When Fernando Henrique was the President it was decided that work should be resumed with the conclusion of Angra II. The cost of US$ 500/kW initially estimated in 1975, raised to more than US$ 4.000/kW. Angra II was the only reactor of the Agreement with Germany to be concluded until today. Its construction took more than twenty years to get ready. Eight reactors were expected to be working by 1990 and there was an estimate of no less than fifty in the year 2000, besides the nuclear fuel cycle.

President Lula’s government resumed the issue of nuclear energy with the decision whether to build Angra III or not. That would be the second reactor predicted by the Agreement and much of its components was imported from Germany and has been stocked for decades in Brazil. There are almost 700 million dollars worth of Angra III equipment stocked, but to finish the work it will be necessary another 1.7 billion dollars, about half of which would be funded by the French who currently control Siemens - German nuclear.

From the energy cost point of view we shall only reckon that remaining 1.7 billion dollars for decision purposes, since the 700 million are basically irretrievable, even if there is a residual value to the equipment. Some of it can be used as supply for the maintenance of Angra II and some of it for an occasional sale. A few years ago I participated, along with Maurício Tolmasquim, the current President of the recently created Energetic Research Enterprise of the Ministry of Mines and Energy, of a study group in the Coordination of the Graduate Engineering Programs (Coppe) that compared the cost of nuclear energy to a possible hydroelectric plant and to a future thermal plant. Hydroelectric power is the less expensive one, followed by the thermal and the nuclear ones. When we compare the two latter power sources there is great sensitivity regarding the return rate (very high in the private thermal ventures, more than 15% per year and, in general, lower in the federal hydroelectric and nuclear ventures), as well as regarding the future price of natural gas. That can be lead by the raise of oil in the world market, which is currently close to US$ 50/barrel, after going beyond the level of US$ 70/barrel in 2006. By the way, we should recall that the energy price of some gas thermal power plants contracted by the private distribution companies, which pass it on to the consumers’ lighting bill, is much higher than the Eletronuclear rate.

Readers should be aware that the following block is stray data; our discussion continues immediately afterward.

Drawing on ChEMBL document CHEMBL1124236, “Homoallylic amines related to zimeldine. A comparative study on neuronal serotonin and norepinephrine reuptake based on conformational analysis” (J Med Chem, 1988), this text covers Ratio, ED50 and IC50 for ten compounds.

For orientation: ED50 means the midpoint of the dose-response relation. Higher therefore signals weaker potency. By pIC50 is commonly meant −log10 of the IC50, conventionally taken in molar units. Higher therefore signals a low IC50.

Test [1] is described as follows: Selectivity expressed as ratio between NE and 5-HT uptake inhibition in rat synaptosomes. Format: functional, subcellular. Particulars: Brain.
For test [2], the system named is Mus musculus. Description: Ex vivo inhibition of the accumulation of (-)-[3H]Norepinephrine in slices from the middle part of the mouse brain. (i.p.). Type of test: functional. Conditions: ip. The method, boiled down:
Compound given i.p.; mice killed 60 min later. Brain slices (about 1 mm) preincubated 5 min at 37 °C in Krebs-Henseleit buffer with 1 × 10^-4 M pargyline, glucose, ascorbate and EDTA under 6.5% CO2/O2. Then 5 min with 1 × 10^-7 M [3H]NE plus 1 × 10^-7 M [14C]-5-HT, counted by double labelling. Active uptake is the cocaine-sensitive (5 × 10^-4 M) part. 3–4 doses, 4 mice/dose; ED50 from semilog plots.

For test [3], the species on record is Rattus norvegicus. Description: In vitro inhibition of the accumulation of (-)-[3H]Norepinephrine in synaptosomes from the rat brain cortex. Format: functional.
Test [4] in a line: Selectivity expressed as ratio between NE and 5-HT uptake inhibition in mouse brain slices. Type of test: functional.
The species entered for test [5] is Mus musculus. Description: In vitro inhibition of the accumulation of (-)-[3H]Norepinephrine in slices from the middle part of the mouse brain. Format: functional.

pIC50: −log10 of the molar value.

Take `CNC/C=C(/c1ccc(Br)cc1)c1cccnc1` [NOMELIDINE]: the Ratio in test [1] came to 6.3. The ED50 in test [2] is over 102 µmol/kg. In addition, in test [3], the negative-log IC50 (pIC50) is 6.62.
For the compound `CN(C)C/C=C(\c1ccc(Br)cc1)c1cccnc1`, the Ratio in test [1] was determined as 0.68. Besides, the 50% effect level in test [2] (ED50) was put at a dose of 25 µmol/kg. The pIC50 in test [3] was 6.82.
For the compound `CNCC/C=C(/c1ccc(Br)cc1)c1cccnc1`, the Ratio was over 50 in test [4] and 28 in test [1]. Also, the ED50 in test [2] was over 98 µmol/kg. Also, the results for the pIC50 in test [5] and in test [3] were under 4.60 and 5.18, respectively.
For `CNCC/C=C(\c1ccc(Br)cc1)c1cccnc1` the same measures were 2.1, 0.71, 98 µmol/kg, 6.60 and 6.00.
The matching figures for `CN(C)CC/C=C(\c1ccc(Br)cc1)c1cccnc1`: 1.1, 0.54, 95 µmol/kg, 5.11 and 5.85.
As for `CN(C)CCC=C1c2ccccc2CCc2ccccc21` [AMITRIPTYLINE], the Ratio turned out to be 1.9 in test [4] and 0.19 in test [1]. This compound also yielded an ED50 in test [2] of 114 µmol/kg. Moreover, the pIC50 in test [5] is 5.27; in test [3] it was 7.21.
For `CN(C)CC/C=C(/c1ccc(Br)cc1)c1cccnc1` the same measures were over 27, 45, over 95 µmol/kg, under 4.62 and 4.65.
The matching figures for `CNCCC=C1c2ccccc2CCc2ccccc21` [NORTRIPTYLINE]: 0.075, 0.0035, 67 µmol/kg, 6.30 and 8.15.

However, a chronic financial problem of Eletronuclear still remains: an unpayable debt of 1 billion Euros and another sum in reais or in dollars left for Eletrobrás, which has been paying its interests. Without solving this problem it is hard to find a healthy financial equation for the Angra III venture that might demand, if it comes into being, resources from BNDES, from the French and from private capital to minimize resources from Eletrobrás, since there are other works of great priority for the expansion and the operation of its companies – currently responsible for most of the generation, which is basically hydroelectric, from Itaipu to Tucuruí, and of transmission in Brazil. At that point there is a direct obstacle to the entrance of private capital, since nuclear energy is a monopoly of the Union, but a kind of mirror company could be used that would get the energy from Angra III, in the same pattern Furnas used in the Serra da Mesa hydroelectric plant. That is possible, but is there enough private capital for that?